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The Digital Tipping Point: 2019 Retail Report

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A new age of retail has emerged over the last decade. This age is characterised by a richly textured digital landscape, buzzing with new technologies, devices and online communities which has gradually overshadowed analogue consumerism.

This report published by Retail Economics (partnered with Womble Bond Dickinson) unearths unique insights concerning the causative forces driving the digital customer journey and reveals stark differences across consumer segments. The digital retail revolution is only just getting started,  but ultimately – a tipping point will emerge.  It looks at the possibility of onlline retail sales accounting for the majority of retail sales in the next 10 years. The research framework identifies 10 overarching themes as to why this might be so:

1. Customer Journey evolution
2. The evolution of online
3. Importance of age for category penetration
4. Increased pace and spend of online
5. Increasing significance of Gen Z and millennials
6. Faster, cheaper in-home deliveries
7. Fewer stores drives consumers online
8. Better connectivity and more powerful devices
9. New retail business models
10. The rise of AI

Introduction

Seismic shifts have fundamentally changed the way in which consumers research, purchase and consume products from retailers of all sizes, types and  cross all channels. An array of varied touch-points influence, enhance and intelligently ‘nudge’ shoppers through an ever-expanding number of paths to  purchase, from increasingly personalised social media campaigns to stockless stores where merchandise is viewed through augmented reality apps.

Successful retailers have always had to reinvent themselves throughout history; the most successful listen to their customers, embrace change and invest  isely for the future. However, the race to digital transformation is occurring at such a pace, many retailers are struggling to keep up with disruptive  frontrunners.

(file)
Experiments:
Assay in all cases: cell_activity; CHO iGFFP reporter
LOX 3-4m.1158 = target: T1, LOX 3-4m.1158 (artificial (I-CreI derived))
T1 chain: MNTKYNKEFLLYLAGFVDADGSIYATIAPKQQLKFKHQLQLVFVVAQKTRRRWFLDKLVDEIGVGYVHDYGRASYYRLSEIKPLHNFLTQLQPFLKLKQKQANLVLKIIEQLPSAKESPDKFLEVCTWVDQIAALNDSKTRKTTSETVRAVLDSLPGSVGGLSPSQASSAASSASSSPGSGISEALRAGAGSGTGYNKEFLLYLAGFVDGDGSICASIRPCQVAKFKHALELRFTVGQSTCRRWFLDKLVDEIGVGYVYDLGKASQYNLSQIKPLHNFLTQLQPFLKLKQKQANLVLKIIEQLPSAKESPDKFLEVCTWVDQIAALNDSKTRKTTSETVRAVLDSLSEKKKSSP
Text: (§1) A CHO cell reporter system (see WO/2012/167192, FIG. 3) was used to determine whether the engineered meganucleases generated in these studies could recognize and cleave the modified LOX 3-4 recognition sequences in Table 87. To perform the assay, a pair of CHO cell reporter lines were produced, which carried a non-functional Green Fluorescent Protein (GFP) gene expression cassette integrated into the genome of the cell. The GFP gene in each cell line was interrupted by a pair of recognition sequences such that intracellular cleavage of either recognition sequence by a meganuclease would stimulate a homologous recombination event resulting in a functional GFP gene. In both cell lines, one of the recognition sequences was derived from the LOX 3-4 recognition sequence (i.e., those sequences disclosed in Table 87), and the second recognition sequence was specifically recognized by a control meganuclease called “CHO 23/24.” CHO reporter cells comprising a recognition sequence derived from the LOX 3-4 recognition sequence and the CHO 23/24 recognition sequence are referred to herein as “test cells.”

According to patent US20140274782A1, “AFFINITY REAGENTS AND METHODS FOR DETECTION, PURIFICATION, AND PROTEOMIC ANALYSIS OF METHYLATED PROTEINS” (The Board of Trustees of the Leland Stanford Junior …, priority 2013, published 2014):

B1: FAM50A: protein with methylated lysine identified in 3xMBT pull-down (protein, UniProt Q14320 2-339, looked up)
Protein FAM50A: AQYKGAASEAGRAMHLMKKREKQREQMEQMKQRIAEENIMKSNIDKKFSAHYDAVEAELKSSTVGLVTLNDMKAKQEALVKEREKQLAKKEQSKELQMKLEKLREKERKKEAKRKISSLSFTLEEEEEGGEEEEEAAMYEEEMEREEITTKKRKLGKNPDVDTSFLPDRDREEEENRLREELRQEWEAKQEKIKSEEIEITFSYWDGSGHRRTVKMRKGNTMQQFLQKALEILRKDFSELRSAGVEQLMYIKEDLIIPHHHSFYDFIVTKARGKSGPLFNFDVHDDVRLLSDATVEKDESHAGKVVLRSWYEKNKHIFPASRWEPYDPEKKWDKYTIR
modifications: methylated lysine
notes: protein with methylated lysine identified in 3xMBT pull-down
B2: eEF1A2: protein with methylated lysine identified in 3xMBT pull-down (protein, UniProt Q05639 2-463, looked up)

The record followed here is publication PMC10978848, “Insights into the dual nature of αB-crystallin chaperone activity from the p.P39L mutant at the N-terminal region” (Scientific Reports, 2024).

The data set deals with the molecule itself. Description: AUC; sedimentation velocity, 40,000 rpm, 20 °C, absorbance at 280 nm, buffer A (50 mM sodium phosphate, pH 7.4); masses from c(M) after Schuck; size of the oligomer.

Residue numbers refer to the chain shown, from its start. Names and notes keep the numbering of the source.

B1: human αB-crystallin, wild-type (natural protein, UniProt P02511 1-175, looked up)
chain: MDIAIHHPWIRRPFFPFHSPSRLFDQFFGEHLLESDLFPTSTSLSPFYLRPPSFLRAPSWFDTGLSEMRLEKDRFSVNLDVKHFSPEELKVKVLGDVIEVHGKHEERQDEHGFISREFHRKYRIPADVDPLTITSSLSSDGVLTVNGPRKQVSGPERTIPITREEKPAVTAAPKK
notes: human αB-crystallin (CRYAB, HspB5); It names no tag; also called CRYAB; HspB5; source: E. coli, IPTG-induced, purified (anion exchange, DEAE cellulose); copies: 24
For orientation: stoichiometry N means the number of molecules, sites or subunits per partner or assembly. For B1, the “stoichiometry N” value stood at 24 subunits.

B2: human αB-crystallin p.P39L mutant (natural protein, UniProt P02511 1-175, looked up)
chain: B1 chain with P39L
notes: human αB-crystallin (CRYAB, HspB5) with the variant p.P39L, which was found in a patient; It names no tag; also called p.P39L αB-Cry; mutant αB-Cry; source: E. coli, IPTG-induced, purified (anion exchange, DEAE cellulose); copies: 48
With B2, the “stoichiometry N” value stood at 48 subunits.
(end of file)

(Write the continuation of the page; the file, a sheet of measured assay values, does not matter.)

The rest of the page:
Those retailers enjoying success appear to be those adopting new technologies at pace in order to leverage new opportunities. Nevertheless,  new risks are emerging too. Consumers are increasingly conscious, even defensive, over their data protection rights and seek an equitable exchange of value in favour of data relinquishment. With this backdrop, the impact of future technologies and consumer acceptance is highly uncertain.

Advancements in technology will power speedier and cheaper online fulfilment, which will increasingly be delivered in-home. Emerging subscription  models, autoreplenishment and the shift towards fewer (but more experiential) stores will facilitate aggressive online migration.

The burning question for  any retailers is whether they can pivot swiftly enough while swimming against unpredictable tides of digitisation. Retailers must embrace change, have a  unique proposition and continue to innovate in order to survive.

With digital natives expected to form the majority of the adult population in the next ten  years, we forecast that online will account for more than 50% of all retail sales by 2028.